by Melissa Mall
Pattern is “Happy Little Mushroom” by Melissa Mall
Toys are great fun to crochet, but it can be frustrating when the results of your efforts don’t turn out anything like the picture. Here are some tips to help your toys turn out looking beautiful and professional every time!
1. Follow the Directions and Read the Notes
This might seem obvious…but I’ve personally fallen into the trap of assuming that ‘I know what I’m doing.’ I remember once, years ago, I decided to make a large stuffed horse for my son. The directions told me to use an F hook with worsted weight yarn.
“No way,” I said. “That’s way too tight. A G hook should do fine.”
I finished the project only to discover that the horse couldn’t stand – or even hold up its own head – because the neck and legs weren’t strong enough. Even though my experience making toys told me that the larger hook should have been okay, the designer knew that the scale of the project required something out of the ordinary. If I’d followed the directions that poor floppy horse would have been a lot more fun to play with.
Sometimes designers include special notes in the directions, and these are worth close attention. Whether it’s a note that you should switch hooks to keep gauge tight or a warning that substituting yarns will make your version look vastly different than the sample, pay attention! The designer is trying to help you out.
2. Take Care With Stuffing and Assembly
All of those patterns make it sound so easy. “Sew legs to body.” So why is it that your stuffed dinosaur comes out looking more deformed than dangerous? The answer might be as simple as the stuffing and placement of the limbs on the body. Stuff a piece too tight and it will look like a bloated potato – stuff it too loosely and it will look like an empty sock. What you want to do is stuff the pieces firmly enough that they hold their shape without distorting your stitches, and take a moment to ensure that it’s evenly distributed to prevent lumps and bulges.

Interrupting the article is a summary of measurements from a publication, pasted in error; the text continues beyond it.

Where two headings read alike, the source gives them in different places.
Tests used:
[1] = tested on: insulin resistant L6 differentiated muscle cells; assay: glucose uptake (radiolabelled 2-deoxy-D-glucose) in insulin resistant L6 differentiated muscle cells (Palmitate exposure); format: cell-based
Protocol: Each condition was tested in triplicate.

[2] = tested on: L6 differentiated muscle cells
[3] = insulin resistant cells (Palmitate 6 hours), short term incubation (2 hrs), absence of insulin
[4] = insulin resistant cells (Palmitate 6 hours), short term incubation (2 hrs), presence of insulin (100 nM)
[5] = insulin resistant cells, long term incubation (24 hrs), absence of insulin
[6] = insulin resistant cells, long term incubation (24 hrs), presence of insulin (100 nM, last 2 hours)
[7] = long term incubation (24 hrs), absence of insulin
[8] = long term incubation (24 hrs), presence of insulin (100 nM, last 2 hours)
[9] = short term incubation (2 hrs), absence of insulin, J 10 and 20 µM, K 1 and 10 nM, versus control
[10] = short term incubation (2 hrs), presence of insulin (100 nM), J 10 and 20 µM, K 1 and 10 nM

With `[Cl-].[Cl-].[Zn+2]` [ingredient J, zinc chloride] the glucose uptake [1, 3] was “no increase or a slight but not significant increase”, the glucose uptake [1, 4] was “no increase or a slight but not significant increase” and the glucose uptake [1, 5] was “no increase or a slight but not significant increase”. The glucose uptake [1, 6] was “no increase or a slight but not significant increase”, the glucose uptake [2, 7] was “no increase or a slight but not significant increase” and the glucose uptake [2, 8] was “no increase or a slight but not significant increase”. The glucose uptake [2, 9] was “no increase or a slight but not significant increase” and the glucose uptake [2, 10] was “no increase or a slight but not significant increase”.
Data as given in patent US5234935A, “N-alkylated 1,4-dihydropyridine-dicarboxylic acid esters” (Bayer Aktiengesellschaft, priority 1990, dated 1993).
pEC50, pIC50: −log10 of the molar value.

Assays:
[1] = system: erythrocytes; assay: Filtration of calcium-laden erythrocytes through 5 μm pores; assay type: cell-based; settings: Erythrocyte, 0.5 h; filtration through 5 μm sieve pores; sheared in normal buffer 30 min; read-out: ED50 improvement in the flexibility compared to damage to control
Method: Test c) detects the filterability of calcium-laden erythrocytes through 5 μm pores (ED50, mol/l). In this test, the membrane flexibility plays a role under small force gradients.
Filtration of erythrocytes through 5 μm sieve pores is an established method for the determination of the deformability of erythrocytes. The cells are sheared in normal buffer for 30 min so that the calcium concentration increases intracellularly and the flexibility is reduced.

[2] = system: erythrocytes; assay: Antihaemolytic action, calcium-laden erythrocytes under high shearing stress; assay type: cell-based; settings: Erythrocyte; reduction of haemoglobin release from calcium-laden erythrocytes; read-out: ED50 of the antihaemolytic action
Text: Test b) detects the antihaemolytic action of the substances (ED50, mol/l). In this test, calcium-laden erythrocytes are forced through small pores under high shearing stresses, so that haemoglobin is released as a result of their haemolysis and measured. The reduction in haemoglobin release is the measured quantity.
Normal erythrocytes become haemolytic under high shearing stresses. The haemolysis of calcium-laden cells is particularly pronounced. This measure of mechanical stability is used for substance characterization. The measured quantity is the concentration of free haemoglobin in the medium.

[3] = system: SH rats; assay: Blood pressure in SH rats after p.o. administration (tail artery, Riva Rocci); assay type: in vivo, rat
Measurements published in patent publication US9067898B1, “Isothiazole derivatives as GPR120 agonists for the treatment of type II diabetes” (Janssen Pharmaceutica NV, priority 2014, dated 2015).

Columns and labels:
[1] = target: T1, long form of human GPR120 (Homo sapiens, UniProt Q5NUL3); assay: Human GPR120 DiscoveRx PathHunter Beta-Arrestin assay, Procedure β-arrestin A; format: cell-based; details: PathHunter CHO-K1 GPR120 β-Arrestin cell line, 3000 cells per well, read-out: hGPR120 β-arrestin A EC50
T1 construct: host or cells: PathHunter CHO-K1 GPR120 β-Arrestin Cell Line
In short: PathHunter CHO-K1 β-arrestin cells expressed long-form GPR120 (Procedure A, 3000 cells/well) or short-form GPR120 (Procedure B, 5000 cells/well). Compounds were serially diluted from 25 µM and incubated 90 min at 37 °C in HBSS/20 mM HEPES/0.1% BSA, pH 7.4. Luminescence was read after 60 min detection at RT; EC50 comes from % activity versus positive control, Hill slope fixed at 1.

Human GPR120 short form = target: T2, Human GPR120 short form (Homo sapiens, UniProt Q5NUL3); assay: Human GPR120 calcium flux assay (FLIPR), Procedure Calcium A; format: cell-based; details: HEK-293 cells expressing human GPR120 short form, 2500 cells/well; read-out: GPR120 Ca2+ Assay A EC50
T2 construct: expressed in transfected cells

Many people use a piece of the yarn each part is made of to sew the limbs together; in many cases this works well and prevents the stitches from being easily visible. For toys made with fuzzy, loopy, or bumpy yarn, sewing thread of a matching color may be a better choice.
Take time to position pieces carefully during assembly, and check that they haven’t moved in the middle of the process. Arms, legs, and heads stuck on crookedly can do a lot to ruin the intended effect. If you have difficulty getting things to stay in place while you attach them, you can always pin them in place or otherwise secure one part of it while you attach the rest.
3. The Embellishments You Choose Can Make it or Break it
When a pattern calls for notions you haven’t got, it may be tempting to substitute what you have on hand, but take care – you can end up changing the whole look of the toy.
Left: Noah’s Ark Pattern apparently no longer available (I cannot help you find this and I no longer have my own copy!); Right: Mauritius Dodo by Melissa Mall
Eyes embroidered on with yarn will rarely look as polished as those made with buttons or safety eyes, and even the wrong kind of button may end up looking strange. The embellishments on the ‘Happy Little Mushroom’ at the top of the article calls for felt sewn on with thread; the effect is very different when crocheted circles or yarn embroidery are substituted instead. This is not to say that you cannot substitute embellishments – just be cautious, and understand that it may not look the same as the photo that caught your eye in the first place.
If you keep these tips in mind, then your next attempt at making a toy is sure to turn out beautifully!
About the Author
Melissa Mall is an at-home mom with four sons, and a girl on the way! They have settled in to a quiet (or “quiet,” if you like) rural life in Missouri and are enjoying doing things like gardening and keeping chickens in the backyard. You can keep up with their ordinary adventures over at her blog, or take a peek at her crochet patterns and tutorials at Inner Child Crochet.
Article and Photots © Melissa Mall. All rights reserved.